|Intro||Scholar and author|
|Was||Historian Literary historian Poet Professor Educator Writer Novelist|
|From||United States of America|
|Field||Academia Literature Social science|
|Birth||18 July 1901, Philadelphia, USA|
|Death||2 May 1976, Philadelphia, USA (aged 74 years)|
Alfred Bennett Harbage (July 18, 1901 – May 1976) was an influential Shakespeare scholar of the mid-20th century. He was born in Philadelphia and received his undergraduate degree and doctorate from the University of Pennsylvania. He lectured on Shakespeare both there and at Columbia before becoming a professor at Harvard University, where he taught for many years. He was the General Editor of the Pelican Books edition of the works of Shakespeare. He also wrote a number of well-received books on Shakespeare's works, among them Shakespeare's Audience (1941), As They Liked It (1947), Shakespeare and the Rival Traditions (1952), and Shakespeare Without Words (1966).
Though best known for his work on Shakespeare, Harbage's literary scholarship extended to his successors too; he did important work on a range of seventeenth-century figures. In this area, his books Thomas Killigrew, Cavalier Dramatist 1612-1683 (1930), Sir William Davenant, Poet Adventurer 1606-1668 (1935), and Cavalier Drama (1936) are noteworthy. For an overview of the field, his Annals of English Drama 975-1700 (1964) is a compedium of original materials and a vital resource for scholarship.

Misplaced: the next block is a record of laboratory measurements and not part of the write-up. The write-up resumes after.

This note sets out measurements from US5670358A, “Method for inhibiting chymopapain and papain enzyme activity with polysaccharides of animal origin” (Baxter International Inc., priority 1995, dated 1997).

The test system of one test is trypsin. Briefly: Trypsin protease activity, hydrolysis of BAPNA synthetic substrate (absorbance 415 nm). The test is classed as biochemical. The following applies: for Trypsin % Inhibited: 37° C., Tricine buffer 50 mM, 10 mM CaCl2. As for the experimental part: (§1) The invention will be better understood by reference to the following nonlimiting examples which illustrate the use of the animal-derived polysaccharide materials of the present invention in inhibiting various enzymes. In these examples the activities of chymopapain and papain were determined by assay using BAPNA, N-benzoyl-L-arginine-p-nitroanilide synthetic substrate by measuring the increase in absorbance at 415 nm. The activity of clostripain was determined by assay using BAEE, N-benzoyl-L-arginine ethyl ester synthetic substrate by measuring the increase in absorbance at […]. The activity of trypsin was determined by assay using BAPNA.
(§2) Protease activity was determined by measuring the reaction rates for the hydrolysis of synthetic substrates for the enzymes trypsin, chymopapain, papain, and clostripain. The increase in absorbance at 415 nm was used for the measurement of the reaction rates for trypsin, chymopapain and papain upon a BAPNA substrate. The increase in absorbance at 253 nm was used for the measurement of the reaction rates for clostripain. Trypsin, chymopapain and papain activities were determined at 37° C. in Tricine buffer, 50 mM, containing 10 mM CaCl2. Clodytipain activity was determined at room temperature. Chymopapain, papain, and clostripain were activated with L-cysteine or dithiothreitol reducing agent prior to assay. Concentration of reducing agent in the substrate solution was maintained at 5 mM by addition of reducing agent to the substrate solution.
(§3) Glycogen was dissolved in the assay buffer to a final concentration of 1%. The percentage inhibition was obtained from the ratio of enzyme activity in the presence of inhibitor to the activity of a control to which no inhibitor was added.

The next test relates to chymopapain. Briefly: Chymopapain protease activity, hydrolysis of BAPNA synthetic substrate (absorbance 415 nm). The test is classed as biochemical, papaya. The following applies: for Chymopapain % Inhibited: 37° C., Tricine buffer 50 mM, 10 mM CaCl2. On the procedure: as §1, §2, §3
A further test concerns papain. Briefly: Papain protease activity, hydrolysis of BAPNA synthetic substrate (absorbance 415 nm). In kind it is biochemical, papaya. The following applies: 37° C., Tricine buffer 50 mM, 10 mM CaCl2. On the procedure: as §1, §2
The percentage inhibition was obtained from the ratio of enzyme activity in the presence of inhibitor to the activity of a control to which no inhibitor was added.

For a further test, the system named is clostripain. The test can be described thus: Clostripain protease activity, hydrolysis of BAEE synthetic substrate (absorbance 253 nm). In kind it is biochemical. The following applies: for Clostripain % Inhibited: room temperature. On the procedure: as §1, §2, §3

He also wrote crime fiction under the pen name Thomas Kyd (a reference to the 16th-century English playwright Thomas Kyd), publishing several stories in Ellery Queen's Mystery Magazine, as well as four novels: Blood is a Beggar (1946), Blood of Vintage (1947), Blood on the Bosom Devine (1948), and Cover His Face (1949). The first three are hard-boiled murder mysteries, involving ex-boxer turned police officer Sam Phelan; the last is an academic mystery dealing with a researcher seeking the first published work of Samuel Johnson.
One reviewer said of his work that "Harbage treats pomposity with sarcasm, hypocrisy with irony, and failure with gentleness."